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OP15 A longitudinal study on the association between perceived neighbourhood conditions and depression in 10,487 aging european adults: do the associations vary by exposure to childhood stressors?
  1. G Baranyi1,
  2. S Sieber2,
  3. J Pearce1,
  4. B Cheval2,3,
  5. C Dibben1,
  6. M Kliegel2,4,
  7. S Cullati2,3
  1. 1Centre for Research on Environment, Society and Health, University of Edinburgh, Edinburgh, UK
  2. 2Swiss NCCR ‘LIVES – Overcoming Vulnerability: Life Course Perspectives’, University of Geneva, Geneva, Switzerland
  3. 3Department of General Internal Medicine, University of Geneva, Geneva, Switzerland
  4. 4Center for the Interdisciplinary Study of Gerontology and Vulnerability, University of Geneva, Geneva, Switzerland


Background Emerging literature emphasises the association between neighbourhood conditions and late life depression. Childhood experiences, crucial for life course development of mental health, may modify how neighbourhood affects subsequent depression. This study assessed the longitudinal associations between perceived neighbourhood and depression among older adults, and tested whether these associations varied by exposure to different childhood stressors.

Methods Data were drawn from the cross-national SHARE Survey, a 10-year probability sampled cohort study, representative for European adults aged 50 and over. Non-institutionalised respondents were included, if they provided answers on neighbourhood and depression at baseline (waves 1 or 2), participated in the life history assessment (wave 3), and had at least one assessment of depression during the follow-up (waves 4–6). Neighbourhood was assessed with four binary questions, capturing the subjective perception of access to services (public transportation, neighbourhood amenities) and neighbourhood nuisance (crime, air pollution and environmental problems) in the area surrounding the place of residence. Childhood stressors, defined as socioeconomic conditions, adverse experiences and health problems, were derived from retrospectively collected questions. Depression was measured with the EURO-D scale; the cut-off score of ≥4 indicated clinically significant levels of depressive symptoms. Multilevel logistic regression estimated the risk of depression. We conducted sensitivity analyses by using continuous EURO-D scores in multilevel linear regression and adjusting final models for urban-rural difference. All models were conducted in R Studio.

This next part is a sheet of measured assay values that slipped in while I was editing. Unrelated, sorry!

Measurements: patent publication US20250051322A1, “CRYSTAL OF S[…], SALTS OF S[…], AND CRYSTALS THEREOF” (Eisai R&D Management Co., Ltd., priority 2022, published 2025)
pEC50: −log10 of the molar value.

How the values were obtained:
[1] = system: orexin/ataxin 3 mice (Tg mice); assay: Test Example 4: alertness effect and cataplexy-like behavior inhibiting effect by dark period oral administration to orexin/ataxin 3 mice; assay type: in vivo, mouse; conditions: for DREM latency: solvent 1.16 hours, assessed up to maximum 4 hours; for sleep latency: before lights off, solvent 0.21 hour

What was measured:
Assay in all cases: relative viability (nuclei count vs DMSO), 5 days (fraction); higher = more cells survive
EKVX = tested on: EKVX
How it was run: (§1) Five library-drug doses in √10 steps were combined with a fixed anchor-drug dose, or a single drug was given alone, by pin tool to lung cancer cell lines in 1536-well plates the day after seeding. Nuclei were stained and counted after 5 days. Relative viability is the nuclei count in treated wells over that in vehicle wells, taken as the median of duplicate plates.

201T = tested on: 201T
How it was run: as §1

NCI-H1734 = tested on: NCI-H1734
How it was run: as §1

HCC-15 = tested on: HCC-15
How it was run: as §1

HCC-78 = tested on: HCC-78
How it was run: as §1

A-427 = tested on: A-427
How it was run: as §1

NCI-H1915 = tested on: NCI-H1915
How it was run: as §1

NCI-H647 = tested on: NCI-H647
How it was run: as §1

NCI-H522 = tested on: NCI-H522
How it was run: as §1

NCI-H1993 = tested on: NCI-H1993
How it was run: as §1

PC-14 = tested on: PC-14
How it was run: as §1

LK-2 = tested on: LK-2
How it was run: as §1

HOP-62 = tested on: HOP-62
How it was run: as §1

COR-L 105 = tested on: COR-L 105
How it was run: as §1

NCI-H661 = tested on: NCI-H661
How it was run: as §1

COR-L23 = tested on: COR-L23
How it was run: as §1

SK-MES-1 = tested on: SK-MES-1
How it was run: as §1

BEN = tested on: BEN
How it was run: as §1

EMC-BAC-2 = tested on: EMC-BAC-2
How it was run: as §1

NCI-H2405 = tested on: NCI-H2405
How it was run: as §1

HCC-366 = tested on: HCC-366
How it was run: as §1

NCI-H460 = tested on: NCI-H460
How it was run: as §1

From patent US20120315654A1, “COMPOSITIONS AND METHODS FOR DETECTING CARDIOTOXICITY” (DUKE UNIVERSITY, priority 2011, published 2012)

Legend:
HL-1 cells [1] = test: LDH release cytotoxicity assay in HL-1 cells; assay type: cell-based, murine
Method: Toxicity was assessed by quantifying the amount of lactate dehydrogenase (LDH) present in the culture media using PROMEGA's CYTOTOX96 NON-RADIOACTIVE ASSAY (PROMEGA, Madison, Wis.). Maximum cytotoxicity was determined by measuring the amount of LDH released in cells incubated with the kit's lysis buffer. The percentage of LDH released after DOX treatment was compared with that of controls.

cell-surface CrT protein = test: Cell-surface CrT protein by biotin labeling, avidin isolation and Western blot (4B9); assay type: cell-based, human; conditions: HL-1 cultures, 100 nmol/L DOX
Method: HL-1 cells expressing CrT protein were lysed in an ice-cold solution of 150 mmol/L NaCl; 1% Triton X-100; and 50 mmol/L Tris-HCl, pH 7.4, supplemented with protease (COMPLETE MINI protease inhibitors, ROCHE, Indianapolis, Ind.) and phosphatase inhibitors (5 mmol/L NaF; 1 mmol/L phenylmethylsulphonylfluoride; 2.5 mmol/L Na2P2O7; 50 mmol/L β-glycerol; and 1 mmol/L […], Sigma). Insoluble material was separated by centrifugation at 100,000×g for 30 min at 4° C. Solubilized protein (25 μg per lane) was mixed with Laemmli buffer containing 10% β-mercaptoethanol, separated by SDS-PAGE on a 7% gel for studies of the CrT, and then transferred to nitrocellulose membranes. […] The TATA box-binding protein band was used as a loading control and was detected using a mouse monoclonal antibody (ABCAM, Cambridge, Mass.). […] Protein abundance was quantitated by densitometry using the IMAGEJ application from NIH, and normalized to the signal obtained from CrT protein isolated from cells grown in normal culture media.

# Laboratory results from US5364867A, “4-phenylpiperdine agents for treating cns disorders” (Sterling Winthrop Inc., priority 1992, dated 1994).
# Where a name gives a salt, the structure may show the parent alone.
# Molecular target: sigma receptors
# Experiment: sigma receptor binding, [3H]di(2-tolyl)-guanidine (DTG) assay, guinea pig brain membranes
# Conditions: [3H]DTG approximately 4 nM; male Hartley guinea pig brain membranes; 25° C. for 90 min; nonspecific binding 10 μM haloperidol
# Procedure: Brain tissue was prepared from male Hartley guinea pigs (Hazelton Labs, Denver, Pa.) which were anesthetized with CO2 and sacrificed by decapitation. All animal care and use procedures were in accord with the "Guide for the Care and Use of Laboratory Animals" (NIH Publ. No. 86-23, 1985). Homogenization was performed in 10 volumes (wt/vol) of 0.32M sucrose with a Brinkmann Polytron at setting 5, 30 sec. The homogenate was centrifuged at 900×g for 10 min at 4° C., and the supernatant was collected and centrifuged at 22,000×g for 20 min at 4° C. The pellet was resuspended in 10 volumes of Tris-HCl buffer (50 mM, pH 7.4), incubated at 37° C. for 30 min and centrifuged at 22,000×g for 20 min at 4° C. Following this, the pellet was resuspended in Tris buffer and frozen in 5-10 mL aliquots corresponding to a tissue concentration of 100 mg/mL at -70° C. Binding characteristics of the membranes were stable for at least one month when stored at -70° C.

Results The final sample comprised 10,487 participants with 18,899 observations during follow-up, living in 13 European countries. After controlling for sociodemographic and health covariates, as well as baseline depression, access to services were negatively (OR=0.81, 95% CI 0.71–0.93) and neighbourhood nuisance positively (OR=1.29, 95% CI 1.12–1.47) associated with depression during follow-up. We found interactions between neighbourhood and childhood socioeconomic conditions, but not with adverse experiences and health problems. While older adults who grew up in better childhood socioeconomic conditions benefited more from living in a residential area with good access to services, they were at higher risk of developing depression when residing in areas with more neighbourhood nuisances.

Conclusion Older adults’ mental health can benefit from better access to services, while neighbourhood nuisance increase the risk of depression. Importantly, socioeconomic circumstances in early life may influence vulnerability to neighbourhood effects. Limitations, concerning self-reported measures and retrospectively collected childhood indicators warrant for cautious interpretations. Future research on neighbourhood effects should prioritise the implementation of the life course approach, while policy should consider neighbourhood as a public health opportunity supporting healthy ageing.

  • Depression
  • Residential Characteristics
  • Childhood Stressors

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